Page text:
As a business owner, executive, or manager, you place trust in your employees. That trust is serious, and the fate of the company- and all of your other employees- can hang in the balance. This is why hiring is so important, and why our background check services are vital to creating a culture of integrity in your business. But no matter how carefully you select your team, there’s always a possibility that someone already inside your company could be violating your trust.
In fact, in decades of private investigations and corporate security work, we have seen time and time again that it is often the most trusted employees who commit the worst betrayals. After all, they have the leeway to get away with it. One must have trust in order to abuse it. Read on to learn some of the ways trusted figures cover up employee theft, fraud, and embezzlement, and give us a call today at 714-406-4618 to discuss your Orange County corporate security needs.
- Offering to expand their duties- If someone in a financial position in your company is trying to get their hands on more of the financial pie, be suspicious. Allowing one person to take over all steps of the financial process- invoicing, deposits, cash collection, etc.- does not provide enough oversight. The employee can then create record of fraudulent transactions, steal the money, and get rid of the evidence. Without anyone else involved, the perpetrator is free to get rid of the evidence before you even know what happened.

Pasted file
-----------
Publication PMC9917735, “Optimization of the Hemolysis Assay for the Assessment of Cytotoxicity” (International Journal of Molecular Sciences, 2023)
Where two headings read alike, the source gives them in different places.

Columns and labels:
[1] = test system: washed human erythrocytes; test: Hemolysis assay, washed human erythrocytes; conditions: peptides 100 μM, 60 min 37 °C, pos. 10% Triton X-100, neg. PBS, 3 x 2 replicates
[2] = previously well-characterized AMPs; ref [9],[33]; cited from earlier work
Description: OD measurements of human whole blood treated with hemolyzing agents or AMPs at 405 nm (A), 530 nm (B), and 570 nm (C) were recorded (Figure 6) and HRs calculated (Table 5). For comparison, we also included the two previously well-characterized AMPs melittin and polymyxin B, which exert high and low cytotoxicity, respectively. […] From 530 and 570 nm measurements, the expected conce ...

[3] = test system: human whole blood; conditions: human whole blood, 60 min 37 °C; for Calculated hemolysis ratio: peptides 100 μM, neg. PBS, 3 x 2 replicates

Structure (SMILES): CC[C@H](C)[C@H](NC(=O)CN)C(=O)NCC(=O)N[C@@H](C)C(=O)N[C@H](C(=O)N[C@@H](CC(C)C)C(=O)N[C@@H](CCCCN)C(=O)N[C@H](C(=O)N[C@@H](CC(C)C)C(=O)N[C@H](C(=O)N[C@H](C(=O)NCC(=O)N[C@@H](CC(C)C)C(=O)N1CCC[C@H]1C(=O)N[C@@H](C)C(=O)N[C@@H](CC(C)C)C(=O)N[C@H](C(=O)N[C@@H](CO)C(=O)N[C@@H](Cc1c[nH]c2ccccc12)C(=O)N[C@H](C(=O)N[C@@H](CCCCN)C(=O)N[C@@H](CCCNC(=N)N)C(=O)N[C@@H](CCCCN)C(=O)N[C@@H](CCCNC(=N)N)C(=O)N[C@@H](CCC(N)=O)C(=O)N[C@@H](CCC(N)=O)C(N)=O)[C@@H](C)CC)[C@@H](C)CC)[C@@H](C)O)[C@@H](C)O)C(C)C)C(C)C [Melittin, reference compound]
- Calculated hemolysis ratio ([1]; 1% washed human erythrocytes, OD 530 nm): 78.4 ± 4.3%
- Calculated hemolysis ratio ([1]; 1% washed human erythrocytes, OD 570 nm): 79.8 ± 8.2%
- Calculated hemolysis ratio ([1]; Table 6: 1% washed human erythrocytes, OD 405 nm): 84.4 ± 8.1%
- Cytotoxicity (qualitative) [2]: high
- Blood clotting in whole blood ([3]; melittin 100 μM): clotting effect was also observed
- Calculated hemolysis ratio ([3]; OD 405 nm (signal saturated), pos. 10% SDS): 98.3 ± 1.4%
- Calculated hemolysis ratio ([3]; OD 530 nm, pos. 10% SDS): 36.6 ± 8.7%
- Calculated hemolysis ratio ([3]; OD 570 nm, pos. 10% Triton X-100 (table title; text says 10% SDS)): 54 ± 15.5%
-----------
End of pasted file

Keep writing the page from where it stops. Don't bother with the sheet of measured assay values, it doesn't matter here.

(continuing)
- Working late regularly- You know that one employee who is always the first to arrive or the last to leave? What an admirable work ethic, you might think. Unfortunately, this behavior is often masking nefarious intent. Employee theft often happens when no one is around to question or witness it, so it’s best to have all employees arrive and leave around the same time, denying them the privacy needed to set up a theft or fraud.
- Getting cozy with your vendors- Fostering relationships with your vendors can be a positive, but unfortunately some employees use the opportunity to collude with vendors in order to rip you off. For example, your employee and vendor may inflate prices and then split the extra money, or arrange a “kickback” system with which to rob you.
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